would be disclosed the day of the elec-
tion.
Council To Decide
Under the new plan, members of the
Judiciary Council will practically have
the right to decide which candidates
for the positions may be voted upon,
as they will receive applications and
from them select those candidates
which they think most fitted for the
positions. Then, after this first elim-
ination, the election proper will de-
termine which are chosen from the
remainder.
The Council will not give out any
penalties to the alleged offenders,
Miss Duhme said.
Members of the Council stated that
the sophomores themselves were dis-
satisfied with the trend of the election
this year. Sentiment of this nature
was expressed by several sophomores
contacted last night, while others
maintained that the council had made
an unnecessary move.
Complaints Received
Complaints had been received by
the Council from both upper and
lower classmen on methods being
used this year, Miss Jennings said.
Applications now required will con-
tain a list of previous activities of
the writer, her scholastic average, and
an enumeration of any special capa-
bilities she considers herself to pos-
sess. No mention may be made of
what position is desired on the central
committee. The applications must be
in by April 18.
Sophomore women interviewed were
of the opinion that caucusing will
always exist and some said it should

be allowed as much at an election of
this sort as when class officers are
chosen. Their principal objection was
to the last-minute rule change, how-
ever.
Opera Tickets May Be
Exchanged At Union
Exchange tickets for the Union
Opera may now be turned in at
the Union lobby for regular re-
served seats, according to an an-
nouncement made yesterday by
Allen McCombs, '35, chairman of
fle finrb onmm.

J.G.P. Elections Postponed;
League Judiciary Council

Assert

Neces s ity

Rainstorm Spre ads Havoc Over
Southeastern Michigan;I Dead

For Men's Hours
Co-ed speakers will attempt to
prove to their masculine opponents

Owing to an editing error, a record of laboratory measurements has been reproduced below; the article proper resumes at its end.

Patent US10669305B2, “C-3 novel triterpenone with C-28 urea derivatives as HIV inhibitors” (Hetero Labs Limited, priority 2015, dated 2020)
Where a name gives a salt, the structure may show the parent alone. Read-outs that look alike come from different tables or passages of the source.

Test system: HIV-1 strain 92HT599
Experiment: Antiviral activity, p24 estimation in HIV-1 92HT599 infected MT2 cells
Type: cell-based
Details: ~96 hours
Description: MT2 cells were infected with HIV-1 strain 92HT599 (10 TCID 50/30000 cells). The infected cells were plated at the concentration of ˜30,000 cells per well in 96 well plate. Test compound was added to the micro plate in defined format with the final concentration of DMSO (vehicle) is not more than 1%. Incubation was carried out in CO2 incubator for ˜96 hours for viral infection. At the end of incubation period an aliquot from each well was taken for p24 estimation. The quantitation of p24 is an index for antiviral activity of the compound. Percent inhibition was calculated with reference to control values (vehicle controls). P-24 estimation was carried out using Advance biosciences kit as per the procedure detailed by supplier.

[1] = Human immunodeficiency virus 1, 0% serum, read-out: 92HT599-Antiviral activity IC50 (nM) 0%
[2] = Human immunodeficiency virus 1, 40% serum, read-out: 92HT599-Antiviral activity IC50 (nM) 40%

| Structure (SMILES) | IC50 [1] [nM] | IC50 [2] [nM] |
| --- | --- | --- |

tonight that men students should be
compelled to observe the hour reg-
ulations women have. The men, mem-
bers of Alpha Nu, national speech
club, will try to convince their oppo-
nents who belong to Zeta Phi Eta,
national forensic league, that man's
present freedom is right and justified.
The debate, a yearly meeting, will
be held at 7:30 p.m. tonight in the
Alpha Nu Room, Angell Hall and a
general invitation has been issued
to anyone interested by heads of the
two organizations which have engaged
in this humorous inter-society debate
for a number of years.
C ^f T . i a 110 - -nh e n nn- iat

(By Associated Press)
Striking with the fury of a hur-
ricane, a rainstorm carried along on a
50-mile an hour wind, swept over
southeastern Michigan today, killing
one man, injuring at least three
others, and leaving trees,, bafns, and
signboards scattered over the land-
scape, in its wake.
Arthur Graham, 75 - year - old
farmer, was instantly killed near Fow-
lerville in Livingston county, when
the storm demolished his stock barn.
Graham was crushed by falling tim-
bers while trying to save his live-
stock. Several head of cattle in the
barn were killed.
Frank Anderson, another Living-
na r nntr- r f tt- n- ri3 1'- - ,'Ut't

prevalent throughout the Great Lakes
region. The gale which struck south-
eastern Michigan about 2 p.m. swept
down from the northwest, uprooting
trees and toppling signs and outbuild-
ings, and deprived several cities and
towns of their electric light power for
a few minutes.
The heavy downpour of rain that
followed the gale amounted to a half
inch fall according to weather bureau
reports in Detroit. Traffic, power and
telephone communication in some
places were temporarily paralyzed.
Detroit was plunged into darkness
for several minutes and thousands
sought the shelter of nearby buildings
as torrential rains beat down on the